Heritage, Volume 13, Number 4, Fall 1995 Page: 13
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papers. Lt. Ulysses Grant, writing to his
future wife Julia Dent, remarked:
"The extract from some newspaper you
send me is a gross exaggeration of the
morals and health of Corpus Christi. I do
not believe that there is a more healthy
spot in the world. So much exposure in the
winter season is of course attended with a
goodeal of sickness but not of a serious
nature. The letter was written I believe by
a soldier of the 3d Infy. As to the poisoning
and robberies I believe they are entirely
false. There has been several soldiers murdered
since we have been here, but two of
the number were shot by soldiers and there
is no knowing that the others were not.
Soldiers are a class of people who will drink
and gamble let them be where they may,
and they can always find houses to visit for
these purposes. Upon the whole Corpus
Christi is just the same as any other place
would be where there were so many troops.
I think the man who wrote the letter you
have been reading deserves to be put in the
Guard house and kept there until we leave
the country. There he would not see so
much to write about."
How the "Army of Occupation" celebrated
the annexation of Texas, made
official by an act of Congress passed December
29, 1845, is unknown. On January
8, 1846, Lt. Col. Hitchcock wrote of it in
his diary: "News come of the passage through
the U.S. Senate of the resolutions for the
admission of Texas. Also passed the House
by a decided majority...It only remains for
"As the winter
resembled a marsh, the
water at times being
three and four feet in
the tents of whole
wings of regiments.
All military exercises
were suspended, the
black gloomy days
were passed in
sullenness and silence."
A marker in Artesian Park in Corpus
Christi commemorates the spot where
General Zachary Taylor and his
troops were encamped. Photograph
by Steven R. Butler.
the people of Texas to elect
their officers (already done, I
believe) and Texas becomes a
State of the North American
Union. Meantime we hear that
the Mexican General Paredes,
is determined to depose the
Unknown to Hitchcock,
President Herrera had already
been overthrown by General
Paredes more than a week earlier.
At the same time, John
Slidell, the United States envoy
to Mexico, was making
plans to return to the United
States. His mission was a failure
even before the change in
governments. After Slidell's
arrival in Mexico, Herrera's
government had refused to even accept his
credentials. Outraged by what he viewed as
bureaucratic nit-picking, Slidell wrote
home: "Depend on it, we can never get
along with them until we have given them
Throughout February 1846, Camp
Marcy was rife with rumors of an impending
Mexican invasion, with the size of the
Mexican army growing larger with each
report. At the same time, it was alleged that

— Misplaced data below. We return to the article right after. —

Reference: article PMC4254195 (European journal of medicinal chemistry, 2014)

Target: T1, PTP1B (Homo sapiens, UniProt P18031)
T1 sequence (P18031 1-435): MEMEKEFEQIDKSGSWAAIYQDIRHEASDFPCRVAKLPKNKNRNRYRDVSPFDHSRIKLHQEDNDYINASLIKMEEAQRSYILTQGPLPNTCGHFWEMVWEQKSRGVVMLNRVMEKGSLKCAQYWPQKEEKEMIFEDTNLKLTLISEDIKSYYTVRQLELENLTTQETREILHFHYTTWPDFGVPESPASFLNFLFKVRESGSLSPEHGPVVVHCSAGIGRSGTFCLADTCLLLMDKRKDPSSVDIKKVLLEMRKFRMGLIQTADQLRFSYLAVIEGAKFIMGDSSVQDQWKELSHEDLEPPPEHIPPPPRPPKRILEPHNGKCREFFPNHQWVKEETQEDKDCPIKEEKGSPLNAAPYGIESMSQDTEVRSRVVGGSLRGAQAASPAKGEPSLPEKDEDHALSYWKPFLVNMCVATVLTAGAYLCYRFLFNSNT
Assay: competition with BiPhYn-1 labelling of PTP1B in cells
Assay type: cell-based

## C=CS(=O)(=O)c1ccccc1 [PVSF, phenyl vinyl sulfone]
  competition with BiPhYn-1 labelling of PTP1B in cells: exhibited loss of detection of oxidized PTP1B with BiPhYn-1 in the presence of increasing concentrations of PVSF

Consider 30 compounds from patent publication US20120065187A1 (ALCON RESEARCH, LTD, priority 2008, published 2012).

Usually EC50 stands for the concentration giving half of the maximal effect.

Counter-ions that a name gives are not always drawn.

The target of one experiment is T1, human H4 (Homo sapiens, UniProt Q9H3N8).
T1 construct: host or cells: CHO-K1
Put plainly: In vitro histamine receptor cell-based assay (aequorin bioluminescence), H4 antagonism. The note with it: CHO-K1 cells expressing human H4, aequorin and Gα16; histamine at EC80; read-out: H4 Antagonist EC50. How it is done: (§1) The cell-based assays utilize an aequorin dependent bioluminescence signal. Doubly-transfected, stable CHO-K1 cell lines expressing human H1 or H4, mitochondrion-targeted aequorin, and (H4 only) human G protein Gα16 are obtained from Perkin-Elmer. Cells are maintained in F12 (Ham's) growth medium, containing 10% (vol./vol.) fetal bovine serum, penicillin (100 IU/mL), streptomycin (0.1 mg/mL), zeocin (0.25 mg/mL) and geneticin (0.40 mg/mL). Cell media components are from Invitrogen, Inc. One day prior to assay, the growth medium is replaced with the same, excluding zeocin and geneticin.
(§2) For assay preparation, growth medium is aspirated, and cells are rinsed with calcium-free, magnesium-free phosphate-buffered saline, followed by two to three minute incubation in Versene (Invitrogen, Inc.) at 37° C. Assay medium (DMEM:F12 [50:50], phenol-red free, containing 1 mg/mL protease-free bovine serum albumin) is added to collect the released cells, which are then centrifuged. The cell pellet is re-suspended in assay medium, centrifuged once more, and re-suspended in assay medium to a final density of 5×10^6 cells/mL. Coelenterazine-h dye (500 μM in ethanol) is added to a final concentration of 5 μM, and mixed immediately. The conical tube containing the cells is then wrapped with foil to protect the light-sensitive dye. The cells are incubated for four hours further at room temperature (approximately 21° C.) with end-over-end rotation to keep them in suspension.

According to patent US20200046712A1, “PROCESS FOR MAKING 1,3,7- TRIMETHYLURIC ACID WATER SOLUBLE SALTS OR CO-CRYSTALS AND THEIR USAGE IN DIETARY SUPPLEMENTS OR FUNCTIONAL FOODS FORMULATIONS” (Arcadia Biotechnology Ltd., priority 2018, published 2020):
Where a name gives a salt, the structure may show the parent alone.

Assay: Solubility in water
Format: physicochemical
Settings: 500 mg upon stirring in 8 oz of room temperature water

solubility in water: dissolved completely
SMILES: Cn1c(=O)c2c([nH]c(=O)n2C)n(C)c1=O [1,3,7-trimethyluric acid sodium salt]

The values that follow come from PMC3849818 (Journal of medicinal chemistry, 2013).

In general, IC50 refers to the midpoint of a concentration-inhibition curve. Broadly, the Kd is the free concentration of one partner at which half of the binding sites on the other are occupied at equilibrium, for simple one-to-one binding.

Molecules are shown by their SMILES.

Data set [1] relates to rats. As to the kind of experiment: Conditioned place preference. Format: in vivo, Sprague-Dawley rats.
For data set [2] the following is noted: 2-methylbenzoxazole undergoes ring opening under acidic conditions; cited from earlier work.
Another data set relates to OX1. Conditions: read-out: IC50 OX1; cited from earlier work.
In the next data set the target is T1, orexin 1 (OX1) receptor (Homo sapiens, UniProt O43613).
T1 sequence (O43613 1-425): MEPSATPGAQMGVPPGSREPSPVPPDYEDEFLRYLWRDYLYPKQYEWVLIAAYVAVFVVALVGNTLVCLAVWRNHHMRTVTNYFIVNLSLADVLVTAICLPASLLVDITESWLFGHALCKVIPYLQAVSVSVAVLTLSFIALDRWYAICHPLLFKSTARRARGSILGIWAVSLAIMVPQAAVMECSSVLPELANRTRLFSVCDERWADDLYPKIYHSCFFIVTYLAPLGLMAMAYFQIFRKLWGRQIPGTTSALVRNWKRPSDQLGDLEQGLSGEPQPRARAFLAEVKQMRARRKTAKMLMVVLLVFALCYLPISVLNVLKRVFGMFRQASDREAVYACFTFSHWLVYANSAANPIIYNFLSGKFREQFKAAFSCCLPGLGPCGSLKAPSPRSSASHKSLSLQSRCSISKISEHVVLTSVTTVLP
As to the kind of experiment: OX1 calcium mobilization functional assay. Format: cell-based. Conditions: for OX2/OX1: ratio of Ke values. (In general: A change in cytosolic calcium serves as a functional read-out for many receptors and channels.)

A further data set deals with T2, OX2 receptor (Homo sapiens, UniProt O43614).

some of the northern Mexican provinces
favored the U.S. and had declared themselves
independent of Mexico.
On February 5, 1946, the Corpus Christi
"Gazette" put out its first issue. On the
front page, it carried a roster of all the
officers then serving with the "Army of
Occupation" at Corpus Christi, San Antonio,
Austin, and St. Joseph's Island (where
General Taylor had established a depot to
receive supplies from the U.S.).
Following the failure of Slidell's mission
to Mexico, Taylor's "Army of Occupation"
was ordered to march south and take up a
position on the Rio Grande in order to
assert the claim of the United States to the
territory lying between that river and the
Nueces. The General's instructions read in
part: "It is not designed in our present
relations with Mexico, that you should
treat her as an enemy; but, should she
assume that character by a declaration of
war, or any open act of hostility towards us,
you will not act merely on the defensive, if
your relative means enable you to do otherwise."
As quickly as it had arrived, the "Army
of Occupation" prepared to depart Corpus
Christi. On March 8, 1846, an advance
detachment left under command of Colonel
Twiggs, to be followed, said Taylor, "by
the brigades of infantry, the last brigade
marching on the 11th inst." The roads, he
reported, "are in good order, the weather
fine, and the troops in excellent condition
As expected the last contingents of U.S.
troops at Camp Marcy commenced their
march south on March 11, 1846. With
them went a large proportion of the civilian
population, most of whom had been
making a living off the army. As a result,
the little town that had boomed throughout
late 1845 and early 1846 was nearly
abandoned. Yet because of its excellent
harbor, Corpus Christi recovered. After
the Mexican War, which broke out in
April 1846, it went on to become one of
Texas' largest cities.
Today, it takes a vivid imagination to
picture the site of Camp Marcy as it was
nearly 150 years ago. Most, if not all of it, is
covered by what is now downtown Corpus
Christi. Unfortunately, the exact boundaries
of the camp are uncertain. Only its
HERITAGE * FALL 1995 13
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Texas Historical Foundation. Heritage, Volume 13, Number 4, Fall 1995, periodical, Autumn 1995; Austin, Texas. (texashistory.unt.edu/ark:/67531/metapth45411/m1/13/: accessed December 17, 2017), University of North Texas Libraries, The Portal to Texas History, texashistory.unt.edu; crediting Texas Historical Foundation.